Q: On your run you huddled with Harbaugh on the sideline before that. Can you just put a taste through that conversation?
Smith: Well, we went from third and I think, two, and we got the penalty. All of a sudden youre at third and seven or eight. So, the play-calling changes. Offensive Coordinator Coach Greg Roman, as we were kind of talking over there on the sidelines mentioned that one. He and Coach Harbaugh were kind of debating whether or not to do it. I loved it, so I jumped on it.

Q: So, you campaigned for yourself?
Smith: Yeah, I did a little bit. I like the QB run stuff. It adds a little dimension for us. And it was just a great call, great call. I think the coaches deserve a lot of credit there. And then WR Kyle Williams came down and cracked the end. T Joe Staley pulling out in front and got the last block on the safety. It made my job pretty easy.

Q: Going around there, did you see a big open space?
Smith: Well no, once I saw the crack, really it was third-and-eight. The first down was what I was going for. Once I saw that and got around the edge, I knew I was going to get the first. It was just a matter of whether or not you get the six. Joe made a great block on the safety.

Q: Alex, youve been doubted for so much of your career. What does this mean to you personally? Especially orchestrating those game-winning touchdowns there at the end?
Smith: Were still playing. Thats what it means. It feels great. Weve got another week of work and I dont want this to end. I dont think anyone does in that locker room because its been such a great year. Such a great group of guys, coaches and players. I think we love coming to work every day, I know I do. And well get one more week at least. Im loving it right now.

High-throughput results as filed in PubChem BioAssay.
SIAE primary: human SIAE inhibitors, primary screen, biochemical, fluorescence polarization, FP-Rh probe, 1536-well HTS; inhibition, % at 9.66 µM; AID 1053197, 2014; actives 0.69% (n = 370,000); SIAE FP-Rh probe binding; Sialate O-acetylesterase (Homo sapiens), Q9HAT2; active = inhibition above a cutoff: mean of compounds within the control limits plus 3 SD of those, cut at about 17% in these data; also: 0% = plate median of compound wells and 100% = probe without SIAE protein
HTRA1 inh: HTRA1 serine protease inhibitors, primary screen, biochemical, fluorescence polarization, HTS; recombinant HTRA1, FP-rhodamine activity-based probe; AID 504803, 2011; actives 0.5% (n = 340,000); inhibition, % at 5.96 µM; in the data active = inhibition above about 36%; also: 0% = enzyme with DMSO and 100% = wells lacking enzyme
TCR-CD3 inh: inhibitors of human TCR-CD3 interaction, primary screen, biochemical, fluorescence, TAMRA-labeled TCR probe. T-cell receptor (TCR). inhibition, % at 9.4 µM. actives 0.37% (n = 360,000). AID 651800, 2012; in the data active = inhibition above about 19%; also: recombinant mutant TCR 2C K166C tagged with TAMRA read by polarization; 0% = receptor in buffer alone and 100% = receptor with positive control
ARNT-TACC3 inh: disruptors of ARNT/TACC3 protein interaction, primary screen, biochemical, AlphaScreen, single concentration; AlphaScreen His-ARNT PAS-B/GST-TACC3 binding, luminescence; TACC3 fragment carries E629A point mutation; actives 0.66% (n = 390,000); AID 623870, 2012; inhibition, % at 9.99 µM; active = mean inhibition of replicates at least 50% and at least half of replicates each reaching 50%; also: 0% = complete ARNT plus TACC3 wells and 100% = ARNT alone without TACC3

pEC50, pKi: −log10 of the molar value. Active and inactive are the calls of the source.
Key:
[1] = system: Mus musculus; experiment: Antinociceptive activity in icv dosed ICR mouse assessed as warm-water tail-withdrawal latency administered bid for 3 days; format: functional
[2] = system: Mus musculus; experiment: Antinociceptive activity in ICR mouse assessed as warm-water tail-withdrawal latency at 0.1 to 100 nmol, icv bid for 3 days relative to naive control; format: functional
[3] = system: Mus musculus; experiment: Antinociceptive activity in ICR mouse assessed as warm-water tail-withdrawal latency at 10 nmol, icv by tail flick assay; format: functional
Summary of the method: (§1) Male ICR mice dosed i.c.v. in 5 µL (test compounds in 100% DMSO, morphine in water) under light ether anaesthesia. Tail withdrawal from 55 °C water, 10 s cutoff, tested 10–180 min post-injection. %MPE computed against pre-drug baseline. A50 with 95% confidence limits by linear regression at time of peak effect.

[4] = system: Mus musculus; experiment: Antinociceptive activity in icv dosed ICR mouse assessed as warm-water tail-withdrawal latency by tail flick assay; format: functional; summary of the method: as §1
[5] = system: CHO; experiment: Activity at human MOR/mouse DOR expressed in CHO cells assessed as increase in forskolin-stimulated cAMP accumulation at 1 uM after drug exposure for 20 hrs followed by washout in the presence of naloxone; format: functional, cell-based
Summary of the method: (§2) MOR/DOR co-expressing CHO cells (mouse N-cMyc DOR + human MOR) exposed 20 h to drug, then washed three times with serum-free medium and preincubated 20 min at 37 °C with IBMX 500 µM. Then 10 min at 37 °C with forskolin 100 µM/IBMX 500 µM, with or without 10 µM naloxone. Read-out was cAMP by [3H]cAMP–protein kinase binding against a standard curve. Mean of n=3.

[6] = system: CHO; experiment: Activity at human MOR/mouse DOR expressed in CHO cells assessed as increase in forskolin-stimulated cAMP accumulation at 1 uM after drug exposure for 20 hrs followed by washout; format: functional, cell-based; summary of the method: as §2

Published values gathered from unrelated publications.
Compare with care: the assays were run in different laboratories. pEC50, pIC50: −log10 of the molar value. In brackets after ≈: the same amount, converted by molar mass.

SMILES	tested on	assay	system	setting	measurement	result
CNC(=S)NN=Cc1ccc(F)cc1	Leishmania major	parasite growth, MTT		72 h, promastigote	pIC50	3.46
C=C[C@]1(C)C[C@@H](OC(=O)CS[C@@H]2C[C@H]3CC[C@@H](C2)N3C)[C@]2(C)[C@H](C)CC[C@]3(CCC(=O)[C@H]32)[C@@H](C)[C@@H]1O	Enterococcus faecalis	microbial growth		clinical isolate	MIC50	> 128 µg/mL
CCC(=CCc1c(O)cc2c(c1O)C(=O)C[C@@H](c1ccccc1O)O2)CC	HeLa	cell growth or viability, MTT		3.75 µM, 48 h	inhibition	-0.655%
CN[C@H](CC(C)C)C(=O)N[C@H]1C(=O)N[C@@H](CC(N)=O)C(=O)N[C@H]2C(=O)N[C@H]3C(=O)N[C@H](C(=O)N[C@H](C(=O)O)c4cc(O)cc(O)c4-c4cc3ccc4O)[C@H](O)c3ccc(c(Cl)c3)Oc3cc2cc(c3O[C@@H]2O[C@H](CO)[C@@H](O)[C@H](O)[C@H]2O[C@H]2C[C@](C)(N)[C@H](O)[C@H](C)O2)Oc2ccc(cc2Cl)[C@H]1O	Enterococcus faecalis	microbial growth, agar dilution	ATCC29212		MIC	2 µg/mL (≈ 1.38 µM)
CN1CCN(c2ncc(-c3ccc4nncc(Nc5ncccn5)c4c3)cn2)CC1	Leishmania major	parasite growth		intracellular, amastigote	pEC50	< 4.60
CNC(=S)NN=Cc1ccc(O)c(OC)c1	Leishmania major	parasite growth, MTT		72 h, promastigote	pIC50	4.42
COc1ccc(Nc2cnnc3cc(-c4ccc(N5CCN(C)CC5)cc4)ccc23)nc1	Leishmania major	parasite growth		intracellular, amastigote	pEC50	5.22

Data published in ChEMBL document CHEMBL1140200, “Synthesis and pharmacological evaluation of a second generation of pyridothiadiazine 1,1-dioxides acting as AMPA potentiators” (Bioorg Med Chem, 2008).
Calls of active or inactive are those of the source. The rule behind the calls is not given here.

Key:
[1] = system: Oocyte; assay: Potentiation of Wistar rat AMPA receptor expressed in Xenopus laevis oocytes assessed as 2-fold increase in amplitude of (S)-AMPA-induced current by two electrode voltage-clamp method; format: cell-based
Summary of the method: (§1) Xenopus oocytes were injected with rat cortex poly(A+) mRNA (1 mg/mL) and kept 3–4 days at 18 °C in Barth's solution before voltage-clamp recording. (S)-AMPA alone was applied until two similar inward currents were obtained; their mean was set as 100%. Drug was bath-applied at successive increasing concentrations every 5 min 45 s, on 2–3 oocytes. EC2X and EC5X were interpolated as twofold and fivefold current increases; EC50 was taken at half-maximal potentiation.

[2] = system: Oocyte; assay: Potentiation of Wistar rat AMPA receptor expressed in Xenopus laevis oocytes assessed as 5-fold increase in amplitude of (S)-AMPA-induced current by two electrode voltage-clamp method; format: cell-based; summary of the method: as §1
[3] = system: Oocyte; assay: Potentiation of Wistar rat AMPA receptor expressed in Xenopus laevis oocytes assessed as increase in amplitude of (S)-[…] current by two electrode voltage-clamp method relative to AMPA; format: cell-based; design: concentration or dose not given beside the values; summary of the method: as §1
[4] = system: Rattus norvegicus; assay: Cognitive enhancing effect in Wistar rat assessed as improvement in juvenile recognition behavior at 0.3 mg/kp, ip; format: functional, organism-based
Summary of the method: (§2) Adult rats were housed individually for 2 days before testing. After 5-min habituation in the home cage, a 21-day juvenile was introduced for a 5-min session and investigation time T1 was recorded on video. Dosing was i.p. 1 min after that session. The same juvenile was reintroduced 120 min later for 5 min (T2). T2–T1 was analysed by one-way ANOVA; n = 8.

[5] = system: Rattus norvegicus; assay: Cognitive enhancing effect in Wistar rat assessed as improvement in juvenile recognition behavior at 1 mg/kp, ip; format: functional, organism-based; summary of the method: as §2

Q: What were you thinking when you see Vernon get so emotional there after the touchdown? You went over there too?
Smith: Yeah, happy for him. Really happy for Vernon. Even at halftime, got in here at halftime and got a little emotional with us on offense and got after us a little bit. There in the second half, really just stayed patient. Just for Vernon, just to stay patient though. The whole third quarter there was not much happening for us on offense, even in the start of the fourth. And then really three or four times he got one-on-one and he made the play every single time. We got the cover-zero the first drive and I hit him down the sideline. He made a great play on that. Then there on the last drive, he made his plays when he had to with the game on the line. So, Im really happy for him.

Q: Tell us what was going through your head before you made the greatest touchdown pass of your life?